Generally speaking, you don't get rid of the garbage in space. In fact, it's a real problem. There's a whole bunch of people around the world who are concerned with what we call 'orbital debris', and it's stuff that's up there: all the dead satellites that have fulfilled their life expectancy and are just drifting. Some of it's stuff that got tossed overboard at some point. Consequently, we pack up the garbage, leave it in the Orbiter, bring it home, and it's disposed of here. There are a few instances where we do throw things out. There's a great example, of which there was much debate at the time, during one of the Hubble servicing missions. They replaced the solar array; those are really big things that they couldn't really fold up and bring home, so they essentially tossed them overboard. But there had to be a debate about that, and the discussion of whether or not this would really be a significant threat to any other space vehicle; that was one of the concerns. Or, when it reenters the atmosphere, whether it poses any kind of threat to life on the planet. So, occasionally it does happen, but not very often.
Michael from Birmingham, UK
Thinking of the future and the procurement methods for new launch systems, the funding of such systems, and the US government commitment to space exploration, how does NASA see the future, in say 10-25 years time, of the status of the current launch facilities of KSC. Who will run them, how will they be funded, and indeed will KSC remain in existence as the premier launch facility in the US?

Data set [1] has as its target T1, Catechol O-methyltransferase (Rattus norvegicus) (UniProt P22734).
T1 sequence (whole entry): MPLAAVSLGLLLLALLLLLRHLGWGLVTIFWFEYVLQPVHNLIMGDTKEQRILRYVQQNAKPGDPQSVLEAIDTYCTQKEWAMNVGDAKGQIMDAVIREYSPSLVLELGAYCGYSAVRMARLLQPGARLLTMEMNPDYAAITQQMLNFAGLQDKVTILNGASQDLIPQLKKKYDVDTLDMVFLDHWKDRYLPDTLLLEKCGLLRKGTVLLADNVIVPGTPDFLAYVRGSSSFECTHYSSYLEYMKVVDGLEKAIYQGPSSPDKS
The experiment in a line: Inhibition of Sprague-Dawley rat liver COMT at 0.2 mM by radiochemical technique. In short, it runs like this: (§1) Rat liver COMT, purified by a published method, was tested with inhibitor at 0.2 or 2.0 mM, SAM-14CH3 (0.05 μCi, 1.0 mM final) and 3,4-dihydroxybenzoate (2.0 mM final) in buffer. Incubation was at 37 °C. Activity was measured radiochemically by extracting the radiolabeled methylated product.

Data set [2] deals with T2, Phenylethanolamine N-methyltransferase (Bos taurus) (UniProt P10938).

I think KSC's going to continue to be the premier launch facility, I don't think there's much debate about that at this point in time. There's a huge and important infrastructure here, there's a capability that exists here that would be very difficult to duplicate anyplace else. There are complexes that would be astronomical in cost to duplicate anyplace else, so I don't think it's moving anywhere anytime soon. In terms of the actual activity that takes place here, those may well change. In fact, I suspect they probably will. We're going to continue to launch Shuttles here, they're going to be government launches for the foreseeable future. It's possible in 10 or 15 years there may be a Shuttle replacement online, but not much before that time. There's been a rise in commercial activity at KSC in the past few years; that's only going to increase in the future, and those launches will be managed by corporate structures that want to launch communication satellites, or GPS systems, or whatever it happens to be. Management of the KSC range is probably going to be a government activity for a long, long time, the same way that the airways is a government managed activity and has been since we started flying airplanes. But there probably will be more commercial activity, and more commercial launches.
Ustun from Ankara, Turkey
What is the current tally of ALL spacegoing people (astronauts + cosmonauts)?
A grand total of 382 men and 38 have flown, as of today.
Winston from Nashville, TN
When was the first space Shuttle launched and who were the astronauts on the first flight?
The first Shuttle, Columbia, was launched on the 12th of April in 1981. As a result of that, the Shuttle program has just celebrated its 20th anniversary of flying. The two astronauts aboard were John Young; John was the mission commander. He had been a veteran of numerous flights, going back to the Gemini program, and was one of the men who had walked on the Moon, commander of Apollo 16. The other person; there was only two astronauts aboard that first flight, was Robert Crippen. He was a rookie at the time of that flight, he hadn't flown in space before, had transferred over to NASA from the Department of Defense in the late 1960s, after the termination of a military space station program that they had underway over there called the Manned Orbiting Laboratory, and he became a part of NASA, flew in that first mission, and then, of course, went on to command other Shuttle flights, later in the decade.
Bennett from Bules Creek, NC
The first ten years of NASA's existence produced results that, if they were to happen again, would be amazing and inspiring. Where would we be today if we had maintained that pace?